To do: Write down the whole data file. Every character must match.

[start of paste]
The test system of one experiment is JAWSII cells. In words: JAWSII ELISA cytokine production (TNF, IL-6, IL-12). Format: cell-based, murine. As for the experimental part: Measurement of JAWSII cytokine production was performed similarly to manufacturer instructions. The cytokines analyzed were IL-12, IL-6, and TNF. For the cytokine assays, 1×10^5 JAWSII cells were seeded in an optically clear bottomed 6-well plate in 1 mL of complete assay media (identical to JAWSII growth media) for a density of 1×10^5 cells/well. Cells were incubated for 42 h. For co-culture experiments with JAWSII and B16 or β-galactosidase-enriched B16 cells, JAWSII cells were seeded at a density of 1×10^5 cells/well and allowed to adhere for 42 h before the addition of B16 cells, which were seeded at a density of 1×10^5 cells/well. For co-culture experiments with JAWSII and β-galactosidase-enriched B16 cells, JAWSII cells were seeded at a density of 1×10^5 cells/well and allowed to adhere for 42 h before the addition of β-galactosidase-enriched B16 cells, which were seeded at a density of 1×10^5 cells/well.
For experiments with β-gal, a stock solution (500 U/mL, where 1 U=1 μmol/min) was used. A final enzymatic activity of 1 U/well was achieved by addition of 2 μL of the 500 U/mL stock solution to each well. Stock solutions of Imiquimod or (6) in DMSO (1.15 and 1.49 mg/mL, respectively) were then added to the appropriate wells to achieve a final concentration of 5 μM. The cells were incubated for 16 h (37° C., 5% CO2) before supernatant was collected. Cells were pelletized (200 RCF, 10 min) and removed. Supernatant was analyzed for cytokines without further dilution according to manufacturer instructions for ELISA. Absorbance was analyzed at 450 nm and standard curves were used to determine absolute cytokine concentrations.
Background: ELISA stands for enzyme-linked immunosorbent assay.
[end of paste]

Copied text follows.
The test system of one experiment is JAWSII cells. In words: JAWSII ELISA cytokine production (TNF, IL-6, IL-12). Format: cell-based, murine. As for the experimental part: Measurement of JAWSII cytokine production was performed similarly to manufacturer instructions. The cytokines analyzed were IL-12, IL-6, and TNF. For the cytokine assays, 1×10^5 JAWSII cells were seeded in an optically clear bottomed 6-well plate in 1 mL of complete assay media (identical to JAWSII growth media) for a density of 1×10^5 cells/well. Cells were incubated for 42 h. For co-culture experiments with JAWSII and B16 or β-galactosidase-enriched B16 cells, JAWSII cells were seeded at a density of 1×10^5 cells/well and allowed to adhere for 42 h before the addition of B16 cells, which were seeded at a density of 1×10^5 cells/well. For co-culture experiments with JAWSII and β-galactosidase-enriched B16 cells, JAWSII cells were seeded at a density of 1×10^5 cells/well and allowed to adhere for 42 h before the addition of β-galactosidase-enriched B16 cells, which were seeded at a density of 1×10^5 cells/well.
For experiments with β-gal, a stock solution (500 U/mL, where 1 U=1 μmol/min) was used. A final enzymatic activity of 1 U/well was achieved by addition of 2 μL of the 500 U/mL stock solution to each well. Stock solutions of Imiquimod or (6) in DMSO (1.15 and 1.49 mg/mL, respectively) were then added to the appropriate wells to achieve a final concentration of 5 μM. The cells were incubated for 16 h (37° C., 5% CO2) before supernatant was collected. Cells were pelletized (200 RCF, 10 min) and removed. Supernatant was analyzed for cytokines without further dilution according to manufacturer instructions for ELISA. Absorbance was analyzed at 450 nm and standard curves were used to determine absolute cytokine concentrations.
Background: ELISA stands for enzyme-linked immunosorbent assay.